By SCOTT JACKSON
Mayor Thomas Koch’s request to create a new downtown division with three employees to oversee city assets in Quincy Center was tabled at Wednesday night’s City Council meeting.
Ward 4 Councillor Brian Palmucci put the budget on hold, saying he could not support creating a department whose employees would be assigned to one neighborhood. He asked the administration to return to the council on June 17 with a plan to place those three employees somewhere in the general fund budget.
Koch proposed the plan to create the downtown division in May when he submitted his annual budget requests to the City Council. The downtown division would be funded separate from the general fund using new tax revenue created within Quincy Center through the district improvement financing (DIF) program.
The mayor proposed a $7.27 million budget for the downtown division, including $4.67 million toward debt service line items, $250,000 to a reserve account for the downtown, and $1.91 million that would be transferred back to the general fund to reduce the taxes that would be collected elsewhere in the city. The three positions included in the budget are a downtown coordinator at a $101,000 salary, a junior mechanical engineer with a $92,000 salary, and a handyman with a $68,000 salary.
Palmucci asked that the downtown division budget be placed on hold during a meeting of the council’s finance committee on Wednesday. Ward 3 Councillor Ian Cain, the chairman of the finance committee, granted Palmucci’s request to table the matter until June 17, the final council meeting of the spring.
Palmucci said he was opposed to creating a department whose employees would only work in one area of the city.
“I’m not suggesting these positions aren’t necessary – I think the administration can make a case for why they are necessary. But whether or not they are necessary and whether or not they are supported by this body, it shouldn’t be done in a downtown department,” Palmucci said.
“I don’t support creating a department that services only one neighborhood of our very diverse city. For that reason, I am asking that this particular budget be held and that the administration go back to the drawing board and re-sprinkle these three positions into the agencies that are most appropriate for them and they service the downtown and residents.”
Chris Walker, Koch’s chief of staff, said other councillors had raised concerns about the department prior to the finance committee meeting. The administration, he said, was willing to take a second look at how the three positions are handled.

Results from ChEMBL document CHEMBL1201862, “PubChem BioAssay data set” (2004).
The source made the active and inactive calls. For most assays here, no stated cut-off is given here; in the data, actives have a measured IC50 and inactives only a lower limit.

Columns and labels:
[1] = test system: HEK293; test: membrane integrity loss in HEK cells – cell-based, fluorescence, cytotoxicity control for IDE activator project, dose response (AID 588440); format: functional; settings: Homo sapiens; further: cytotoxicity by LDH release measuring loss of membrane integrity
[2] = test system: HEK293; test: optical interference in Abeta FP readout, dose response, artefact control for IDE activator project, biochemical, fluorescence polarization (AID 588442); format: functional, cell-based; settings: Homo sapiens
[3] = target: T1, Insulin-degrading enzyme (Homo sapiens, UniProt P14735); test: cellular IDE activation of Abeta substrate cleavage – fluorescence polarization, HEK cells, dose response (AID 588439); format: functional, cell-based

“We’re open to that – to having a further discussion. As I stand here right now, I can’t say definitely what shape or form it may take. We need a little bit of work on that, but I think we can certainly be open to a great degree to addressing Councillor Palmucci’s concerns and some of the other concerns already raised by the councillors,” Walker said.
“Clearly, we haven’t made enough of a case here for this and we’re open to the opportunity, if granted, to…go back and take a second look at it.”
Koch, in a June 3 letter to city councillors, said creating a new downtown division was done to ensure residents the city’s efforts in Quincy Center were self-sustaining.
“Segregating downtown operational costs into its own division creates a transparent mechanism of keeping to our shared goal of ensuring that the downtown pays for itself,” Koch said. “Rather than spreading positions and associated spending requests among multiple departments, this format will show all downtown-related spending in one place, including the debt service for previous and future financing packages.”
“Additionally, by housing these employees in a separate division, it helps maintain their focus on their specific duties,” Koch said later in the letter. “The practical reality is that employees of larger departments are often tasked to jobs outside of their normal responsibilities depending on day-to-day situations.”
The three new positions, Koch added, are essential.
“Regardless of how we account for downtown expenses, I strongly believe the funding and positions included as part of this year’s budget proposal meet essential operation needs,” the mayor said.
“In the coming fiscal year alone, we will take full control of the Hancock-Adams Common from the project’s contractors; we will open a new 700-space garage in the former Hancock Lot; and we will also be responsible for an expansive new civic space in the same area of the garage. There is without question a need for coordination and a robust operational management plan to tend to these assets.”
The downtown coordinator would be tasked with the day-to-day operations of all public assets in Quincy Center, including supervising operation and maintenance staff and contractors, according to a job description for the position provided to councillors. A bachelor’s degree in business, facilities or project management or a related field would be required for the job, plus at least 10 years of management experience.
The junior mechanical engineer would be charged with responsibility for operating and maintaining technical and mechanical components in all of the public assets in the downtown, including the garage, civic space and Hancock-Adams Common. Five years of experience in building and systems engineering would be required for the position.
The handyman would be responsible for the upkeep, repair and maintenance of those assets. Ten years of experience in general construction – including at least five years of experience in carpentry or another trade – is a prerequisite for the job.